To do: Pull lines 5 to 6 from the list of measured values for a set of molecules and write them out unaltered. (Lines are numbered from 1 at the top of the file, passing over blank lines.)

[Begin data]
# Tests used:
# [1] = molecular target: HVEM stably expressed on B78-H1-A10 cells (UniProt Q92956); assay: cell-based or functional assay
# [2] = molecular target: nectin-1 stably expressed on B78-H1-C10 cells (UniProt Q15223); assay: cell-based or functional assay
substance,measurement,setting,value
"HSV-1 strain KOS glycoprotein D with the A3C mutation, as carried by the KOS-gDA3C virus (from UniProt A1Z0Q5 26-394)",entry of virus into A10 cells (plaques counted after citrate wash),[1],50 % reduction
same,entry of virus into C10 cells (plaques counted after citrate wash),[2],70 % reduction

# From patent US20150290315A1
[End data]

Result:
"HSV-1 strain KOS glycoprotein D with the A3C mutation, as carried by the KOS-gDA3C virus (from UniProt A1Z0Q5 26-394)",entry of virus into A10 cells (plaques counted after citrate wash),[1],50 % reduction
same,entry of virus into C10 cells (plaques counted after citrate wash),[2],70 % reduction